Depp says he's following Marlon Brando's liberation philosophy that makes him "game for anything"

By Andrea Billups
Updated November 26, 2014 12:15 PM
Kevin Mazur/Getty; Hulton Archive

Johnny Depp says he’s liberated himself from a longtime personal burden of often caring too much about his acting by following the artistic philosophy of the late Marlon Brando.

In doing so, he has no fear to take on projects that critics – or even himself – might otherwise poo-poo, although he admits that his busy career has him dashing at a “schizophrenic” pace.

“What is really satisfying is, like Marlon, getting to that place where he just didn’t give a f—,” Depp, 51, told Details magazine in its December issue for a story that dubs the musician and celebrity maverick “the anti-leading man.”

“First, I reached a point where I cared so much and was so diligent in terms of approaching the work. Then you get to where you care so f—— much that it gets goddamn beleaguering, you know?” Depp, a three-time Academy Award nominee, explained of his devotion in getting his myriad of leading and character roles just right.

“But then a great thing happens. Suddenly you care enough to not give a f—, because not giving a f—, that’s the total liberation. Being game to try anything,” he told Details.

Anything has included a diverse slate of films over the past year, including his turn as the Big Bad Wolf in Into the Woods and portraying one of the FBI’s most-wanted fugitives, Whitey Bulger, in the upcoming Black Mass.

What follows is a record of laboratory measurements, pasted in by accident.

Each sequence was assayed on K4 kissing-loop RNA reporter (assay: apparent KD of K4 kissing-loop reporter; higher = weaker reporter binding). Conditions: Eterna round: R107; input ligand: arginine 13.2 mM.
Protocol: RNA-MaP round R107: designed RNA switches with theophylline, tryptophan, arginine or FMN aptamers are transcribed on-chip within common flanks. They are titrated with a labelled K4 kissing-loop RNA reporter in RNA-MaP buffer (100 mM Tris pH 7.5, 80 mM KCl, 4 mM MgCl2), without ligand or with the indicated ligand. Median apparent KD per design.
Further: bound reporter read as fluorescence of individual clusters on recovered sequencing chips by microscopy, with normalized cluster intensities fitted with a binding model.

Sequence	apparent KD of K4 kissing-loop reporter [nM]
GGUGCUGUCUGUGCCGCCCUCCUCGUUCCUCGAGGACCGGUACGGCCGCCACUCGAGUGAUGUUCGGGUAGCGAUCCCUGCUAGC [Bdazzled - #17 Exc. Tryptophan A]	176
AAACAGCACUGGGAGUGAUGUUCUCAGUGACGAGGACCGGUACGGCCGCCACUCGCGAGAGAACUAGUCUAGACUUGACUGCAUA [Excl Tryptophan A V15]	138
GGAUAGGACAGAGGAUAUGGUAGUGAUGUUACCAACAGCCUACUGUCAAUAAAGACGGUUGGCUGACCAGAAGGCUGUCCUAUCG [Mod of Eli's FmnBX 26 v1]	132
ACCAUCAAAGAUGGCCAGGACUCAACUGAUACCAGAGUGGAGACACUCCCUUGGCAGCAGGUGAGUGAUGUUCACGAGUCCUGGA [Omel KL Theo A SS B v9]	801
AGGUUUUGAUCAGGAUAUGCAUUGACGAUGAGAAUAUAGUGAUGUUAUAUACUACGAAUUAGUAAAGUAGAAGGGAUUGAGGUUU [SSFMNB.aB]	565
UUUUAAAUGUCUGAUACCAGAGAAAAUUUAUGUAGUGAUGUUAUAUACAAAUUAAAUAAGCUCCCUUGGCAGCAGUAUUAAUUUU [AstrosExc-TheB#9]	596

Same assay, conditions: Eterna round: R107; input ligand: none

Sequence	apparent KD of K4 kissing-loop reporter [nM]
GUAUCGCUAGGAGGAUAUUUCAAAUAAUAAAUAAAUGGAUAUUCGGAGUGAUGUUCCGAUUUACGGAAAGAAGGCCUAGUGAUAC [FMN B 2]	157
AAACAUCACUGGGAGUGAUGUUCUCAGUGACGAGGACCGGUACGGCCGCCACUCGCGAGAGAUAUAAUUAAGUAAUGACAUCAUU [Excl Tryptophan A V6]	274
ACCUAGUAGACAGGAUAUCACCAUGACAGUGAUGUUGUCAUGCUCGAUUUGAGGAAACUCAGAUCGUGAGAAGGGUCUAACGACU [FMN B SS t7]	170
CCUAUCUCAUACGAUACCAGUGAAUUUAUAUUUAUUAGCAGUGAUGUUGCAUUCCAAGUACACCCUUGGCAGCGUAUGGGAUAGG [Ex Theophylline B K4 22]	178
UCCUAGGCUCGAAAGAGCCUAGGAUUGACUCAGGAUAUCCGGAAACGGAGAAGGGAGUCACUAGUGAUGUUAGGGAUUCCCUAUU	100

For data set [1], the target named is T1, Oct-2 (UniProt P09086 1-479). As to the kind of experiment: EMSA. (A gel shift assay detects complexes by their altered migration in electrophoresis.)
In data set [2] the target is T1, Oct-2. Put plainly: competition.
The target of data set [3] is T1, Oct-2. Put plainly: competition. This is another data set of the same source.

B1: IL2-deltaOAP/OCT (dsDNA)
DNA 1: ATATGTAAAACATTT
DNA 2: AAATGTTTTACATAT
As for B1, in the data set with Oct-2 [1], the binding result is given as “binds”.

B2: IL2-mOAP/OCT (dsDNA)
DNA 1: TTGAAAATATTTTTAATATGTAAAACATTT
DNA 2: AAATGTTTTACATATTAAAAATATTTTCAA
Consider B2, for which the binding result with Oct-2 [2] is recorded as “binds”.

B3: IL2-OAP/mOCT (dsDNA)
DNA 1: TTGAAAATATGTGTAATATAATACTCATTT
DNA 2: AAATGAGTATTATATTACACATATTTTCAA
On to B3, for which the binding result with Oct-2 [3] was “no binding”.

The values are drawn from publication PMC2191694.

“It’s been insane,” noted Depp, who also starred in Alice in Wonderland: Through the Looking Glass. “From Whitey Bulger to the Mad Hatter, you can imagine the schizophrenia.”

While loving the exploration of a growing list of characters, Depp admitted to being worn down by the pressure to use his fame to create box-office gold.

“It’s like being a dog at the track,” Depp said of the built-in expectations of stardom. “They expect you to live up to some race you happened to be in and won accidentally. From that first second, you’re nothing more than a commodity.”

He added: “They have expectations of another Pirates. It’s great if something works. Boy, that’s killer. But God, to have that as your design … it’s ugly, I think.”

But, he doesn’t plan to stop portraying his cast of unusual characters, even though he acknowledges he must “dig deep” amid pressures to deliver on his name.

When that gets too much, Depp harkens to Brando’s other thespian admonition, to “be careful, we only have so many faces in our pockets.”

“I understood what he meant – and he’s right. But I’m not running out, you know?”

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